I will posting a video of her in the roundpen later today :-)

carolprudm
Dec. 20, 2010, 02:51 PM
Ride lots of transitions from trot to walk BEFORE she gets up a head of steam and goes chugging around the RP at full speed. She'll figure it out and transitions are another way to get her to focus.

Work on your own core strength. It helps your ability to implement half-halts (and therefore speed control) with your seat alone.
This

I could never get the concept of sitting longer until I stopped thinking of sticking my bottom to the saddle but instead resisted the rise by engaging my hip flexors. Traditional crunches don't do much to strengthen them, leg lifts work better.

When you can ride in a straight line try caveletti. She will have to think about what she's doing rather than just zip along.

The downside to lunging a horse to let her blow off steam is that it will start to take longer and longer to blow off steam as she gets fitter and fitter

goeslikestink
Dec. 20, 2010, 02:58 PM
Yes, YOU control the speed & rhythm through your seat. Post sloooow -- I tell students to sit down as if their bottom is sore -- sit slooowly.

The spirals in & out are a good idea. Ride smaller circles if your youngster can handle them. Smaller circles help slow & focus the horse. 12 or 15 Meter circles -- 10's might be too much yet. Determine to ride a smaller circle at every compass point, then continue to the next compass point, ride a smaller circle, etc.

Sometimes it's hard to see the forest for the trees when riding a greenie. Remember to sit tall -- and sit even taller when you're asking for slow or a down transition. Lift that sternum!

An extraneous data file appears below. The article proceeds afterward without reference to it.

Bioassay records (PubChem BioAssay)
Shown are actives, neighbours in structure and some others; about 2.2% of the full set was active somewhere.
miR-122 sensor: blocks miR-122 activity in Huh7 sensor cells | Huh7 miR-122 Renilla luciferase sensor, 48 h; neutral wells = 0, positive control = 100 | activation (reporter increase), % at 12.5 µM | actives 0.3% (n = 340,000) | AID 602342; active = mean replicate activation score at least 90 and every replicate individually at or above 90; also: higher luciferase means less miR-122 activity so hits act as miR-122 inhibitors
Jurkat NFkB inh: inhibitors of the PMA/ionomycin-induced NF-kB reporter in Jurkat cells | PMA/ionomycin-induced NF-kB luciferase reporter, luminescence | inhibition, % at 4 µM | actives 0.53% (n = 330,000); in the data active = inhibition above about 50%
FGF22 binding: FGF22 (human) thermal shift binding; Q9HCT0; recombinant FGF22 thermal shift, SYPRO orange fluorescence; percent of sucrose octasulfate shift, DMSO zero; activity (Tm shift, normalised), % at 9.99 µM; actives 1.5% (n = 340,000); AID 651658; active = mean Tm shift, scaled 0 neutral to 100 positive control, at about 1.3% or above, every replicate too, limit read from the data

Ride lots of transitions from trot to walk BEFORE she gets up a head of steam and goes chugging around the RP at full speed. She'll figure it out and transitions are another way to get her to focus.

Work on your own core strength. It helps your ability to implement half-halts (and therefore speed control) with your seat alone.


this and if it was me as we dont round pen in uk

i would rahter teach ahorse to go straight as then they are more forward and are able to balance themselves a lot easier

go here fr helpful tips read all of page one i also explain how to do the hh and how to do this with a new horse or a youngster than doesnt know
any new strides are always done in walk 1st
http://www.chronofhorse.com/forum/showthread.php?t=178116

also rtry to ride between leg and hand and indepedant seat dont relay on your crop for a faster movement if you was my student i take it away and make you use you seat and legs and keep of the head end

Perfect Pony
Dec. 20, 2010, 03:00 PM
The downside to lunging a horse to let her blow off steam is that it will start to take longer and longer to blow off steam as she gets fitter and fitter

Totally agree, you may be actually working against your best interests relying on lunging before you ride. Some sensitive horses actually just get riled up, then you end up lunging more and more, and the horse becomes more fit. Maybe try doing low key groundwork to get your horse listening, then get on.

mbm
Dec. 20, 2010, 09:33 PM
i am going to slightly disagree with PP and Beasmom. I have a very hot/energetic and forward horse. lunging her before i ride is what allows her to focus, burn some energy, get the kinks out and be ready to be ridden.